In true bearish style I increased the size of my only short position in Gulf Keystone (LSE: GKP) in the portfolio:
Just added to my short position in GKP, if it breaks 34 I'll be happy
— David Thomas (@djthomas) March 20, 2015
The mains reasons that lead me to add to this position is that my exposure is within risk limits for The Value Investor Report but also because even though GKP managed to resume oil production in line with it’s pre-payment of $20 million net, there is no indication from GKP that they are doing anything meaningful to cut costs which are astronomical:
As I’ve already mentioned cost of sales, general admin expenses as well as finance costs are so huge that revenue would have to increase by well over 100% just to break even on costs.
My view is that it will be extremely difficult for GKP to do this when you consider the region in which they operate:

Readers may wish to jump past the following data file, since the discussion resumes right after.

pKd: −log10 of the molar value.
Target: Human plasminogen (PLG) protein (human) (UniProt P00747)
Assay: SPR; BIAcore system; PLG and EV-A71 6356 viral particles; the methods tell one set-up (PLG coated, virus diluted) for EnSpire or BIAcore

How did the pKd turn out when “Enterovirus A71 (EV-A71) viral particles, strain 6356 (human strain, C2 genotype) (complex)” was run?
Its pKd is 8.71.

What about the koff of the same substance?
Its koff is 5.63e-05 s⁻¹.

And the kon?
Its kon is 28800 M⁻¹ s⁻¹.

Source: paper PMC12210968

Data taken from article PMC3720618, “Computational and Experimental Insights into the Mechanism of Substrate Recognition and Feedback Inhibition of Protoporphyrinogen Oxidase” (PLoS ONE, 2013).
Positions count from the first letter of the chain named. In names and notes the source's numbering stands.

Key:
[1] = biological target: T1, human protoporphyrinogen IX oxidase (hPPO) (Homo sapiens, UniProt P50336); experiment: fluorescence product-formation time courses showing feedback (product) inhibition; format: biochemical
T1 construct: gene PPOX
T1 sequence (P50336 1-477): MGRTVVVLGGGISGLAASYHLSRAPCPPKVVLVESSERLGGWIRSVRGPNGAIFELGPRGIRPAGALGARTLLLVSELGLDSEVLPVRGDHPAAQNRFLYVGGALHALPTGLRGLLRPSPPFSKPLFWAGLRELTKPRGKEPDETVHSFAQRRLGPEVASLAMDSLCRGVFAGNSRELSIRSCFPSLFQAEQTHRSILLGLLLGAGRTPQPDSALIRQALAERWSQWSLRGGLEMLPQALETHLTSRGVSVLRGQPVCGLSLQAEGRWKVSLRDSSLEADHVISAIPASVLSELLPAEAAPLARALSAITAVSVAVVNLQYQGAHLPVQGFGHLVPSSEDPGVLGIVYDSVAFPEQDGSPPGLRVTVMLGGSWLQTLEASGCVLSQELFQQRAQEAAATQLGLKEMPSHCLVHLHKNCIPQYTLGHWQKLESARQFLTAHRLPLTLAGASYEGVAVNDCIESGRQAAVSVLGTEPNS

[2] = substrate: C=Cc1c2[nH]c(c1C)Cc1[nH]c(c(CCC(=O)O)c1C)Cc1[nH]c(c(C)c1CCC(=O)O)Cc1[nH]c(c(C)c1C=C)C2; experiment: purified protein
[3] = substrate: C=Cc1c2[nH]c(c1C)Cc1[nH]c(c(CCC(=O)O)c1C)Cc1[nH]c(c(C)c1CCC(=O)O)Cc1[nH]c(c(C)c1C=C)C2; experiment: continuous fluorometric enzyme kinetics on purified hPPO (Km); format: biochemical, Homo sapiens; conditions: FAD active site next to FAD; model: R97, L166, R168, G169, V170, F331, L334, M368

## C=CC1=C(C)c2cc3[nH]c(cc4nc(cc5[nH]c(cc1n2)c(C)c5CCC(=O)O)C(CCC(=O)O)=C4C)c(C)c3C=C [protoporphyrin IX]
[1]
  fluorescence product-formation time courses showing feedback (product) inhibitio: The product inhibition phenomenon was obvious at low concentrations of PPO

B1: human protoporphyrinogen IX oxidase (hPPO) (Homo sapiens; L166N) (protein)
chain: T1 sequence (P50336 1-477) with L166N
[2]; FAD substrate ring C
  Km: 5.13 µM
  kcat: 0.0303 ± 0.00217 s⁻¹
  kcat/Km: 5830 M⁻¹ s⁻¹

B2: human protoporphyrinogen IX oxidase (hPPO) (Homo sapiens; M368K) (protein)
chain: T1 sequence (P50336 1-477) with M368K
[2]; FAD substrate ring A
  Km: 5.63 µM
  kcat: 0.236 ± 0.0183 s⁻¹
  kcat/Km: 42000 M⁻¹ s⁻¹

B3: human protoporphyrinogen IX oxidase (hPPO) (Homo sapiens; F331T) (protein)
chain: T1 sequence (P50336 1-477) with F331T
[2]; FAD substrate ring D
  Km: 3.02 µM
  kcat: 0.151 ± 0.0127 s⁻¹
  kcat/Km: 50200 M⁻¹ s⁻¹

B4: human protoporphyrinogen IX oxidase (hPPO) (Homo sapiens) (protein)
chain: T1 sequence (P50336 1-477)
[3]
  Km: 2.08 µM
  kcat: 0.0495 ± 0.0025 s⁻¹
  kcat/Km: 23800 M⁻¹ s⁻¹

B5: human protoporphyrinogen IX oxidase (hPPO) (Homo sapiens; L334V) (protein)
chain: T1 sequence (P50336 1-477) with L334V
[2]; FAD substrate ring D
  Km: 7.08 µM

Company continues to target 40,000 bopd of Shaikan production by year end through the tie-in of three additional producing wells (Shaikan-7, -8 and -10), although certain consequences of the recent security situation, including the current short term limited availability of some international contractors, may cause this to move to Q1 2015
Postponing 40,000 bpod to Q1 2015 has already happened and gives shareholders a sense of the type of hostile environment in which GKP operates and we’ve yet to hear anything concrete from GKP that this target has been achieved.
Shareholders have also gleaned from their latest RNS that ‘the company anticipates that a further payment of a similar nature will be received, which is expected to stabilise a payment cycle for current and future Shaikan production’.
Well for current shareholders I certainly hope so but an anticipation of future payments is rather wishy washy language and shareholders need something more concrete to feel confident about future revenues.
But it’s all a smokescreen when you factor in management’s desire to sell this business whilst asking the bondholders (who are receiving 13%) not to exercise their options – at least for time being – whilst GKP tries to find a buyer.
The whole story is a short and the weakness of Gulf Keystone’s balance sheet only adds to my rather pessimistic view of GKP’s future prospects.
Will the market prove me wrong in the long run?